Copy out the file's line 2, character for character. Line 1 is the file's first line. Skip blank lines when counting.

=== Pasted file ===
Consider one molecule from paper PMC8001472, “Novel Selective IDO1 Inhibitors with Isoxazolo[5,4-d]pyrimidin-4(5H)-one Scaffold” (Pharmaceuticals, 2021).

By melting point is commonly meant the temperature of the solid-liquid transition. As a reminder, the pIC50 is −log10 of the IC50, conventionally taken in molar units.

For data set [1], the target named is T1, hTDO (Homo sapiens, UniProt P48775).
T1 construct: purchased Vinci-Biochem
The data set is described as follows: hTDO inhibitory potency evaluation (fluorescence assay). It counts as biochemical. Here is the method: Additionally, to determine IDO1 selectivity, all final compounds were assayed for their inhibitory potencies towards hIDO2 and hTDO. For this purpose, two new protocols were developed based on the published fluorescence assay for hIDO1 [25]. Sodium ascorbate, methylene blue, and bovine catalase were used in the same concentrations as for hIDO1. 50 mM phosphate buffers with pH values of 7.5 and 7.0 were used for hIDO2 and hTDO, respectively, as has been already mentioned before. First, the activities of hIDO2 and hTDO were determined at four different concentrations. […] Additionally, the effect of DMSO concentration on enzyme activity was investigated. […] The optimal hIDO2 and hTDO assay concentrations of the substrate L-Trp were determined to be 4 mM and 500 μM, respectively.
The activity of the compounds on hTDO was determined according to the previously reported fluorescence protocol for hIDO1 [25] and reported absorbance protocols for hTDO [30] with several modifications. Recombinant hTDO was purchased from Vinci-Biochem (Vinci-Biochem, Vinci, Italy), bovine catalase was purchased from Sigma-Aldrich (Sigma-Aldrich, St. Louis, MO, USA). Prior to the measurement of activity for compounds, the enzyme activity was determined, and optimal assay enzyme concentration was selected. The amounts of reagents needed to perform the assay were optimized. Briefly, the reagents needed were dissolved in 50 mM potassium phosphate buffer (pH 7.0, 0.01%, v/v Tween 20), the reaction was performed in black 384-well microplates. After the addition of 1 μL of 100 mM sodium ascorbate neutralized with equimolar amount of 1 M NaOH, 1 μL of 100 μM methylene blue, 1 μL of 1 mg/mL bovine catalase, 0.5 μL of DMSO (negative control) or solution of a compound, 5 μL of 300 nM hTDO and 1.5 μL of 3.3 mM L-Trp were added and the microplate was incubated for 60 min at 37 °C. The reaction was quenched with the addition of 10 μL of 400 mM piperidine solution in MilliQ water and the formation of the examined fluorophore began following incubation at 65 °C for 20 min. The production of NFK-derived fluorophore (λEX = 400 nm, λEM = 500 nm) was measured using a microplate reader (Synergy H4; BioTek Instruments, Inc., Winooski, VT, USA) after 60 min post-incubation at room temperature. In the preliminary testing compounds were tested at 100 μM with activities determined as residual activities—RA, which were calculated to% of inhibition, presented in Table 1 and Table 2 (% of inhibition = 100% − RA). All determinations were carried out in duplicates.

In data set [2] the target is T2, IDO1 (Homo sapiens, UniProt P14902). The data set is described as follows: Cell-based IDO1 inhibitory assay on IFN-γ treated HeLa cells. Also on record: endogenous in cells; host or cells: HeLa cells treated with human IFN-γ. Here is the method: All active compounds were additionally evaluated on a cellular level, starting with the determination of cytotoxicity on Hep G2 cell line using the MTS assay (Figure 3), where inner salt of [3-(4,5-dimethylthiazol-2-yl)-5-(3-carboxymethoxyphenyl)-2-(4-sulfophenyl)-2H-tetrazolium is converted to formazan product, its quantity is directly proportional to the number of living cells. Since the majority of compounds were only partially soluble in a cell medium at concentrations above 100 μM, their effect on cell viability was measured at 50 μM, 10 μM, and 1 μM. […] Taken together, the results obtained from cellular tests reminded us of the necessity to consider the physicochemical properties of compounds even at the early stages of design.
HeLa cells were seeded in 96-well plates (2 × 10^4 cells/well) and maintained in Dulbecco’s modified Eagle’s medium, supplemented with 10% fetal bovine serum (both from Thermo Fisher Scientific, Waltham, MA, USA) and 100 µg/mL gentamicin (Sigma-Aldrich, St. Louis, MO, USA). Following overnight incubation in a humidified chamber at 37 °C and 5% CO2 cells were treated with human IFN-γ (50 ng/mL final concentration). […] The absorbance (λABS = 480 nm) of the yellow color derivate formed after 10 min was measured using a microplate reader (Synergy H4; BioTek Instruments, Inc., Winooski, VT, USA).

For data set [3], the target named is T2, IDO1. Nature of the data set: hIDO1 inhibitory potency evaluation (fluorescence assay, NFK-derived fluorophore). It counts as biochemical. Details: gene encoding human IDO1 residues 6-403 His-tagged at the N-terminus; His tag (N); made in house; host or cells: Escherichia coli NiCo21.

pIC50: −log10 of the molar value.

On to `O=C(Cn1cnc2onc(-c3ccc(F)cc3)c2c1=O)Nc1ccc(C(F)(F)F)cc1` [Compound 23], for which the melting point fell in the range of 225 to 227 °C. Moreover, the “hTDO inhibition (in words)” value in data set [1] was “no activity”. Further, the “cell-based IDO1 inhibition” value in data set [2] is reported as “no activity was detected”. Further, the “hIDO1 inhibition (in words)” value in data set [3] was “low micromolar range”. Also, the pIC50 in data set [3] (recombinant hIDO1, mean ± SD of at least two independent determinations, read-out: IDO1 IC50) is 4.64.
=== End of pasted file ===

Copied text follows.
By melting point is commonly meant the temperature of the solid-liquid transition. As a reminder, the pIC50 is −log10 of the IC50, conventionally taken in molar units.